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Commentary: What if Trump-Haley deadlocks with Buttigieg-Biden in 2020? Anything's possible

Commentary: What if Trump-Haley deadlocks with Buttigieg-Biden in 2020? Anything's possible

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WATCHING TUESDAY: America does the wave, east coast to west

In this Nov. 1, 2016, photo, a voter is reflected in the glass frame of a poster while leaving a polling site in Atlanta, during early voting ahead of the Nov. 8 election day.

Hanging chads and an election decided by the United States Supreme Court (2000). The election of the first black president (2008). Sarah Palin (2008). The 2010 midterm tsunami (Republicans gain 63 House seats). The nomination of the first woman for president by a major party (2016). The election of Donald Trump (2016). Russian bots interfering in the election (2016). The realignment of white men without a college degree (2016). The realignment of white, college-educated women (2018). Lose the popular vote, win the Electoral College -- twice (2000, 2016).

The political world has been turned on its head more than once over the last two decades. The uncommon becomes ordinary. The bizarre, commonplace. Why should it stop now?

It's time to think that the unthinkable is actually inevitable, so here is what I guarantee will happen during next year's campaign and election. The Electoral College will deadlock, with both the Trump-Haley ticket and the Buttigieg-Biden ticket receiving 269 electoral votes.

Oh, wait, I've gotten ahead of myself. Let me start from the beginning.

Running on a message of decency, change and tolerance for people with names difficult to pronounce, South Bend, Indiana, Mayor Pete Buttigieg sweeps the first four Democratic contests -- Iowa, New Hampshire, Nevada and South Carolina -- and virtually wraps up the nomination on Super Tuesday (March 3, 2020).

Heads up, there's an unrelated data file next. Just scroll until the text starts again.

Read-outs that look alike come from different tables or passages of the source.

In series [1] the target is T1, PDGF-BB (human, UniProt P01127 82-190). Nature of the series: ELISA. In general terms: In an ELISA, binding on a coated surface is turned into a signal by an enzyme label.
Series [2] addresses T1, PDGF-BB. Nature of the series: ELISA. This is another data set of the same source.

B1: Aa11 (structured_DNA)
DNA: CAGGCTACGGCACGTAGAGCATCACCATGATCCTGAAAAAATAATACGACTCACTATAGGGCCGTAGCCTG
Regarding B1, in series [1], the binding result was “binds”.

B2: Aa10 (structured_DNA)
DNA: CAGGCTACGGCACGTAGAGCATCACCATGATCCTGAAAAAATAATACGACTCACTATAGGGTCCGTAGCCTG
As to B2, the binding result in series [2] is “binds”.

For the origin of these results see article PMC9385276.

Buttigieg initially decides on California Sen. Kamala Harris as his vice-presidential running mate, but switches at the last minute to Joe Biden to add maturity and both foreign policy and vice-presidential experience to the ticket -- but only after Biden promises to stop hugging people and smelling their hair.

Not wanting to be shown up by Buttigieg, President Donald Trump -- whose re-election campaign slogan is "But what about Hillary's e-mails?" -- pulls his own last-minute surprise, replacing Vice President Mike Pence on the ticket with Nikki Haley, the former South Carolina governor and United Nations ambassador.

Trump predicts that this move will help him win women, immigrants, people of color, Indian Americans, Native Americans, Latinos and Jewish voters.

With his head tilted and his eyes fixated on Trump during the president's announcement, Pence praises the decision as "brilliant" and offers to become Trump's personal butler for his second term.

Pence is openly disappointed when told that Jerry Falwell Jr. already has that job. But Trump isn't done yet.

Fearful that selecting Haley will upset most of the old white men in Michigan and Pennsylvania, Trump promises to name Sebastian Gorka as secretary of State in his second term.

Upon hearing the news, CNN immediately pre-empts its "regular programing" of eight-person panels proclaiming Trump insane for special 12-person panels proclaiming the president insane.

After the convention, Trump announces that even though his re-election is certain, he is appointing Paul Manafort, Roger Stone and Vladimir Putin as senior campaign advisers.

Over at Fox News, Sean Hannity calls the move "another example of Donald Trump's brilliance and the mainstream media's bias and stupidity."

But as it turns out, the Electoral College deadlock is just the first in a series of dramatic events following Election Day.

The 12th Amendment of the Constitution stipulates that the House of Representatives will pick the president if the Electoral College is unable to elect one. But the 2020 election produces a House in which each party controls 25 state delegations, thereby deadlocking the House until one state flips -- or until Hell freezes over.

Over in the Senate, which picks the next vice-president if the Electoral College is deadlocked, Republicans are stunned to find out not only that Texas Sen. John Cornyn has lost his recount, but also that Beto O'Rourke's victory has cost the GOP its majority.

The 50-50 deadlock in the chamber prevents the Senate from electing the next vice president, who would be the acting president. Given the deadlock, Trump announces that he is using his executive powers to declare a national emergency.

His first decision is to offer a special "fifth night free" for foreign diplomats staying at the Trump International Hotel in Washington, D.C.

With the presidential election in limbo, the House and Senate unable to organize, and Stacey Abrams still insisting that she should be the governor of Georgia, the four House and Senate leaders publicly invite former British Prime Minister Theresa May to negotiate a deal to keep the United States in the United States.

From the 16th green at the Trump National Golf Club Mar-a-Lago, the president tells reporters that he opposes the step, though he notes that his father, Fred, was born in England.

On to 2024, America.

Stuart Rothenberg is a political analyst and columnist for CQ/Roll Call.

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